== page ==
Over the course of many years, I have read and analyzed a lot of different writing styles. I think that if you, as a writer, are happy with the words on your paper then your words are probably good enough and your style is probably good enough too. Being overly critical can stifle creativity, and honestly, I’ve seen some rough writing that was sculpted in such a way that the roughness worked in sweet harmony to produce what I thought was a great result. I recommend that you just write and then think about your writing later. In school, not every English teacher I had liked my style, but that was an expression of their personal notion of what they thought my style should be. I have found that one style does not fit all readers. Opinions are usually free – even educated and credentialed opinions, and sometimes they are worth that price and not a penny more. If you are a creator of sentences, lines and prose, then you have the right to decide what words live or die in your original work. Rules in writing are nice, and often helpful, but they are only guidelines.
As for me, I began earnest writing in 2001. I completed grade 11 English in high school and winged it from there on. During that final semester of school, I took an English placement test and made it into the 98th percentile of all 12th grade students in the province of British Columbia, Canada. I’ve done more than OK. Since 2003, I have authored two books - one autobiography and one adventure novel, with a second adventure novel in the works. As I wrote, my style slowly changed into something I was happy with.
Here are some things that work for me:
- When I read, I pay attention to the writer’s style. Do I like or dislike the writing style? Could the style improve? How? Do I like the style enough to try my own version of it?
- When I hear awesome words, I write them down & try to use them in my writing.
- When I think of or hear cool names, I write them down. I think that character and place names can make or break a story.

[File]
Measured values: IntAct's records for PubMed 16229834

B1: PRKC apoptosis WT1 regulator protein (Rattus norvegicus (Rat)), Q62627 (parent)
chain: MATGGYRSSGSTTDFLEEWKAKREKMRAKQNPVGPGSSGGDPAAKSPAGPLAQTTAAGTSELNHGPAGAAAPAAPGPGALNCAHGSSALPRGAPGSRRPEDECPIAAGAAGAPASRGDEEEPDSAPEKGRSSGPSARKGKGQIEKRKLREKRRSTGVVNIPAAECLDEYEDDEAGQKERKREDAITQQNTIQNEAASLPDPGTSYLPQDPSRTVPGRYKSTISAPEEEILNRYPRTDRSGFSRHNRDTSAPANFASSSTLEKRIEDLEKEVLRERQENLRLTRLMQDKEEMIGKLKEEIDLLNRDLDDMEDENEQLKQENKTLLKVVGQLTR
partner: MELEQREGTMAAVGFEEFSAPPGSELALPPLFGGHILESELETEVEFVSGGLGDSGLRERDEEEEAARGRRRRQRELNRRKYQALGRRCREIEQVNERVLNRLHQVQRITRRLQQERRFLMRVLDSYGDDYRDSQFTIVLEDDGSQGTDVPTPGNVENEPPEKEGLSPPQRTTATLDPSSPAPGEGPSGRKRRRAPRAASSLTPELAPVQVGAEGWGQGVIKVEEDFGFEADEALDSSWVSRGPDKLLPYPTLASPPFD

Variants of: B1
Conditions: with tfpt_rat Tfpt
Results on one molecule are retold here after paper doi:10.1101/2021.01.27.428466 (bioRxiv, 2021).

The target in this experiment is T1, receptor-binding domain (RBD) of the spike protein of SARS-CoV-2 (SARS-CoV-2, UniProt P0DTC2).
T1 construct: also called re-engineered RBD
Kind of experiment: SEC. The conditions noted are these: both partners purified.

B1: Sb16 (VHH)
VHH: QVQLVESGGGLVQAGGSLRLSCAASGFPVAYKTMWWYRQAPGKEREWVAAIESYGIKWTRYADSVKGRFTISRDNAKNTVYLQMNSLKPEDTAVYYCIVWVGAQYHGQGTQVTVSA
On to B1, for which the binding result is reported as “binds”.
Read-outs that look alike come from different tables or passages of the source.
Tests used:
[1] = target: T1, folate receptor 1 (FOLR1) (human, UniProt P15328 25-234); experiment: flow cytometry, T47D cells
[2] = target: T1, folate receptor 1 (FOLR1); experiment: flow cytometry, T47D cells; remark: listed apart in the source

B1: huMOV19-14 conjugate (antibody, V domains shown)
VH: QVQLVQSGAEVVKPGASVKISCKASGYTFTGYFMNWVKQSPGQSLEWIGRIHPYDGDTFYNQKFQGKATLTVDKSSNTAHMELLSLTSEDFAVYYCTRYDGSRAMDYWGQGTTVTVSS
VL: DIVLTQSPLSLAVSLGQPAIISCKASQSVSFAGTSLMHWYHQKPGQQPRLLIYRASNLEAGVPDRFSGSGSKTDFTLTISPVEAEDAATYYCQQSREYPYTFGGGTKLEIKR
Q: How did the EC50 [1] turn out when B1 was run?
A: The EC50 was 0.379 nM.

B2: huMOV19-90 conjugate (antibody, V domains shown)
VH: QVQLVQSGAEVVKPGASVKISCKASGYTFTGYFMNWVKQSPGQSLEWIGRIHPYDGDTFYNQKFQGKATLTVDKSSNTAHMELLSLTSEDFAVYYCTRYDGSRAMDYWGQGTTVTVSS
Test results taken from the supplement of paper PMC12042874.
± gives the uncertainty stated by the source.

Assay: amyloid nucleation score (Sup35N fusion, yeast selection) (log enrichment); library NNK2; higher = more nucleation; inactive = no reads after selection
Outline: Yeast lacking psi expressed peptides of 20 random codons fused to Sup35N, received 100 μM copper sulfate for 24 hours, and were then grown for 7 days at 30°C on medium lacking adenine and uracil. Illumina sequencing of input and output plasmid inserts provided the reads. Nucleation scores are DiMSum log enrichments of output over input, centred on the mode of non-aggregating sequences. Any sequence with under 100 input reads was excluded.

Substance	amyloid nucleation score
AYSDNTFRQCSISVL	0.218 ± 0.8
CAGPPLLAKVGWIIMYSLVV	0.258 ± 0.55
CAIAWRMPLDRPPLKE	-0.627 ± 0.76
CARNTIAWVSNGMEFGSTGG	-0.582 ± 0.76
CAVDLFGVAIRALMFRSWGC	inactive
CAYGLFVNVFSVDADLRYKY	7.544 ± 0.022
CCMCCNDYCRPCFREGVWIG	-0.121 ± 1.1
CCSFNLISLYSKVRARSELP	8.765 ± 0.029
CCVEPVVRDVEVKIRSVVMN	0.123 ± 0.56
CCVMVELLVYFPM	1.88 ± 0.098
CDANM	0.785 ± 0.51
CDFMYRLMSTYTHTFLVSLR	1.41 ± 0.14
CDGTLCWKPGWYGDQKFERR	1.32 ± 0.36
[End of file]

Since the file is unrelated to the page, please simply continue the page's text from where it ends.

- When I think of good story lines or complete plots, I write them down. Sometimes I dream good stories & sometimes I think of plots out of the blue. The important thing I do is to write my thoughts when they're fresh because if I don’t I only can remember that I had a good idea – but what was it?.
- Another thing I do is to consider the styles of other writers, but when I write my own stuff, I just do what feels right to me. After the words are written, then I go back and edit and hopefully improve the flow of the work.
- I write nearly every day, but sometimes it is just in my journal.
- Often, I have only five or ten minutes to work, but I write anyway. I carry my net book with me as often as is practical, but sometimes I use my I-Pod and email my files to myself.
- When I edit, I always read out loud to myself. Using this technique, I tend to catch 99% of grammatical errors on my first edit. I find that "grammar check" doesn't always know how to write. (I use MS Word. I find its grammar/spell check is mostly accurate, but not always.)
- On my second edit, I look at the flow. How long are my sentences? Are they all the same length? How long are my paragraphs? Does each paragraph convey one complete thought? Long paragraphs tend to slow the story, so I try to ensure that the paragraph and sentence lengths match my intended flow pattern.
- On my third edit, I look at my characters. If the story is long, I try to edit the entire manuscript all the way through - one time for each main character and look to see that their voice is consistent with their personality from the beginning to the end.
- On all my edits, I listen for words that don't flow smoothly together - unless I want the words to sound rough for effect. I also look for words that are used too often and find appropriate synonyms to replace them. I pay attention to the mood the work is conveying and adjust as needed. Finally, in my latest writing, I use an outline and build my stories from that framework. I never used to do this, but recently have found it quite useful – especially in light of the fact that I often write for just a few minutes at a time with major interruptions between times. I find an outline helps me get back to the story faster.